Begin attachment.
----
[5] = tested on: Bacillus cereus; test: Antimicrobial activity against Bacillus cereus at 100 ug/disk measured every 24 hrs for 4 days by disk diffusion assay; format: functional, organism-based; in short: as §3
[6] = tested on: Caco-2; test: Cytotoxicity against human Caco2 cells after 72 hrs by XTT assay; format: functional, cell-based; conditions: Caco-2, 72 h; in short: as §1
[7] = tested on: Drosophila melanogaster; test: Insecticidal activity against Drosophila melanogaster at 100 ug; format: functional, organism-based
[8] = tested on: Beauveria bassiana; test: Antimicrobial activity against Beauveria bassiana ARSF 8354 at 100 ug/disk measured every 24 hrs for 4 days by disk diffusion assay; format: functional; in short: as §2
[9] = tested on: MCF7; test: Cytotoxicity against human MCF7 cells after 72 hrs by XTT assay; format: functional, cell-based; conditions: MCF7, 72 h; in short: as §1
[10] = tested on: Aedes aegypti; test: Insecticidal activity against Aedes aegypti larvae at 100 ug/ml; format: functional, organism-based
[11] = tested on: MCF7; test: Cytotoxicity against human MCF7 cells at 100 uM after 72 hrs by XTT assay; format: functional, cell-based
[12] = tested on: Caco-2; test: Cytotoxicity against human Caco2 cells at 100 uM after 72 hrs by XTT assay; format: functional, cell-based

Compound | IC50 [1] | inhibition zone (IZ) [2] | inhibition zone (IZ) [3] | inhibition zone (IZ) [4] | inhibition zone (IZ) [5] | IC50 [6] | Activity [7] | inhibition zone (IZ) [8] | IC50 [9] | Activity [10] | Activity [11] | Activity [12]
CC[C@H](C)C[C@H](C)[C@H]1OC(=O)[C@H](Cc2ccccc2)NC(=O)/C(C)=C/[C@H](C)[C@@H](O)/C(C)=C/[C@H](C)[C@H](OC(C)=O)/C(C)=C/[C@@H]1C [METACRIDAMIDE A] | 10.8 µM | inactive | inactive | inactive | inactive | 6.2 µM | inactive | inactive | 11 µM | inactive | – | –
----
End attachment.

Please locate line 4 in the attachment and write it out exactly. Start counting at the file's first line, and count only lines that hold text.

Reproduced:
[8] = tested on: Beauveria bassiana; test: Antimicrobial activity against Beauveria bassiana ARSF 8354 at 100 ug/disk measured every 24 hrs for 4 days by disk diffusion assay; format: functional; in short: as §2